12. Hotel Astor

Hotel Astor. Photo via Library of Congress

The Astor was a Neo-Classical and Second Empire styled hotel and built on Broadway at Forty-fifth Street. It had a green copper mansard roof, a Louis XV-style Rococo ballroom, a theater and a rooftop garden for entertainment, drinking, and dining.

The Astor closed in 1972 because the building had maintenance issues. It was slated to be destroyed and turned into an office tower along with several other theaters on the block, but the community intent on preserving the integrity of the theater inside fought against its destruction for twelve years. They were unsuccessful and the Astor was torn down to make way for what is now 1515 Broadway and at the next block, the Helen Hayes Theater, the Morosco Theater, and the Bijou theater were torn down to build the Marriott Marquis Hotel. The hotel itself lives on in an illustration on Dr. Brown’s Soda cans.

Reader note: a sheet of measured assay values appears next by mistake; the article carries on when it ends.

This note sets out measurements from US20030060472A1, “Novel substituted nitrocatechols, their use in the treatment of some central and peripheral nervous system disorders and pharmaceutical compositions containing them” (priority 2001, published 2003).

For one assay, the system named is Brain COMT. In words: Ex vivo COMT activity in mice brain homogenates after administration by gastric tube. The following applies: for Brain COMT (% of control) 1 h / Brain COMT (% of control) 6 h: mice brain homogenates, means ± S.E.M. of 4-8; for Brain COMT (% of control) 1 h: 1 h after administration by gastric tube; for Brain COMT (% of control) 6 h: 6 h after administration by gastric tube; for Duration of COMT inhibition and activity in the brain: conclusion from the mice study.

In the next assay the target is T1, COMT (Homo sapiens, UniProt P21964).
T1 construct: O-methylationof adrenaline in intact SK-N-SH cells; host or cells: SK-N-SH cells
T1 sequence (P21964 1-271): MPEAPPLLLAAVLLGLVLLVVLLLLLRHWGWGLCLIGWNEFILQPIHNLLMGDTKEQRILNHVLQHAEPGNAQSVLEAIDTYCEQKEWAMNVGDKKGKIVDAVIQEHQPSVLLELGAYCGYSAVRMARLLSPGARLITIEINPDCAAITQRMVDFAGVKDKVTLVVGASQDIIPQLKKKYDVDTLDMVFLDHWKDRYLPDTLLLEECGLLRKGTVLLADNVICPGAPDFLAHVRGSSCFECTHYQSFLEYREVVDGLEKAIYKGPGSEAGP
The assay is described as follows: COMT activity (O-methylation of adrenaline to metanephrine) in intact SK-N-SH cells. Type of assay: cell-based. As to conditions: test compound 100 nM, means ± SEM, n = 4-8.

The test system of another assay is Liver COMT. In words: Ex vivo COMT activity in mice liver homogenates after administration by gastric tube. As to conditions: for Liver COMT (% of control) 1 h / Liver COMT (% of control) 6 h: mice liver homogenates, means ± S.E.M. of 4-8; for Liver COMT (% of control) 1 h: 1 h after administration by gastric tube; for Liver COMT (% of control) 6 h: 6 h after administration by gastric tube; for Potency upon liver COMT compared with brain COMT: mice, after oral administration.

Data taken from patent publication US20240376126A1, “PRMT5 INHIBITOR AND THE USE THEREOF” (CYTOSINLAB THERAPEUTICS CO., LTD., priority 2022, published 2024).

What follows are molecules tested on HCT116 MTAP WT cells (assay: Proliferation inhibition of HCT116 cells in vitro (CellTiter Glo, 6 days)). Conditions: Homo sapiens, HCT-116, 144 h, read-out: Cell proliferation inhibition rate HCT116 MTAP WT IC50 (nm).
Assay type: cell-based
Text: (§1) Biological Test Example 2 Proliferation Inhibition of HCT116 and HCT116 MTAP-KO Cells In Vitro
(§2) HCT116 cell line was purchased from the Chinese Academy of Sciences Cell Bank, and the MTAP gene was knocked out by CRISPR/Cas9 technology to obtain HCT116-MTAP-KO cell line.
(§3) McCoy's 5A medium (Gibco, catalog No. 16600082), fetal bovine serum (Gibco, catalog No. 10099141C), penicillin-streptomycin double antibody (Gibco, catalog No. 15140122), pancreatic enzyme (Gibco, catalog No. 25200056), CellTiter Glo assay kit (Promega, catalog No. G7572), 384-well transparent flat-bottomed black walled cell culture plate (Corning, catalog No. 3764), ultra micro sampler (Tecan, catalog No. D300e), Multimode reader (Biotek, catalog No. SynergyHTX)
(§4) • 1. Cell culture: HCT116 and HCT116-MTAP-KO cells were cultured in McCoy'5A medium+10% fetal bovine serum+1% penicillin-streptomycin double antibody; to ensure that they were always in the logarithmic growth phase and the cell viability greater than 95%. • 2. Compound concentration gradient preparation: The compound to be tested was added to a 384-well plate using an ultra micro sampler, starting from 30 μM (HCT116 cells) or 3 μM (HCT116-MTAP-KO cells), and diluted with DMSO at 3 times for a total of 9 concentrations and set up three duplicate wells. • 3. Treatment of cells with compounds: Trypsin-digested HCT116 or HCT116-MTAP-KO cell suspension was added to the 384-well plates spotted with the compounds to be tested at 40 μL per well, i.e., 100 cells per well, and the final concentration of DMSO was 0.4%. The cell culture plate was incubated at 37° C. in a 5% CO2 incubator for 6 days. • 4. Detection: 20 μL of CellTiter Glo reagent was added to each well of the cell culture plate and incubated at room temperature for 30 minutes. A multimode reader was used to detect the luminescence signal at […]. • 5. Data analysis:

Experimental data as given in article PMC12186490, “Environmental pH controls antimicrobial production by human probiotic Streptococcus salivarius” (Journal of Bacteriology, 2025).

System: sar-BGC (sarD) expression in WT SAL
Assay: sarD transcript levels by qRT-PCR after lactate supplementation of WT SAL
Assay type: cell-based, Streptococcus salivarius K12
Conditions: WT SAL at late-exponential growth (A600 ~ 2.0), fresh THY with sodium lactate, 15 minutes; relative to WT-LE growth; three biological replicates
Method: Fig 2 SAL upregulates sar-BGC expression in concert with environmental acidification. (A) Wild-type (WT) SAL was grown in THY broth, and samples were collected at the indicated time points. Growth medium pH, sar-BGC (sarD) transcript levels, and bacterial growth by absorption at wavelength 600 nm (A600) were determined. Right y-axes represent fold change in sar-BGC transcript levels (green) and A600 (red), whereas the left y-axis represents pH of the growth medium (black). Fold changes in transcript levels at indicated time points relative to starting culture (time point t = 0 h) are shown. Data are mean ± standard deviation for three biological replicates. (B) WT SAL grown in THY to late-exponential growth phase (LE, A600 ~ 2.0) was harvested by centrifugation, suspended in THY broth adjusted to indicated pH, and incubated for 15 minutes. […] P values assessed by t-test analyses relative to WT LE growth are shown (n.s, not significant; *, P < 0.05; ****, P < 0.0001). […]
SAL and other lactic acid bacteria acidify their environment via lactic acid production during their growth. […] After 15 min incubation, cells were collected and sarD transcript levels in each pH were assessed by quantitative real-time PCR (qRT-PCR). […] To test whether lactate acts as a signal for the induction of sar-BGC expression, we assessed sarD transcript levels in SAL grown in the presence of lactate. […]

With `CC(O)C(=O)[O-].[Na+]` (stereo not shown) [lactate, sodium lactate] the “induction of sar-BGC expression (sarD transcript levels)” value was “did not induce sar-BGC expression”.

There are some other great locations that came in through the open question on Facebook, including those who wanted to bring back automats like Horn & Hardart, the National Academy, the barge office at The Battery, the Bowery Theater, the Savoy Plaza Hotel, and the aforementioned Helen Hayes Theater. On very opposite ends of the spectrum, one person voted to bring back Carnegie Deli while another put forth Fort Amsterdam. There was also a vote for a building still standing, like 2 Columbus Circle that was significantly altered (now the Museum of Arts & Design), one vote for the peep show Show World in Times Square, and one vote for no buildings at all. There were several votes for the Roxy Theater, after this article was published. Then there are these author’s personal favorites, the old Post Office in City Hall (known as Mullet’s Monstrosity) and the Vanderbilt Mansion on Fifth Avenue, which received another reader vote.

Well that was fun! Join us on our next tour of the Remnants of Penn Station!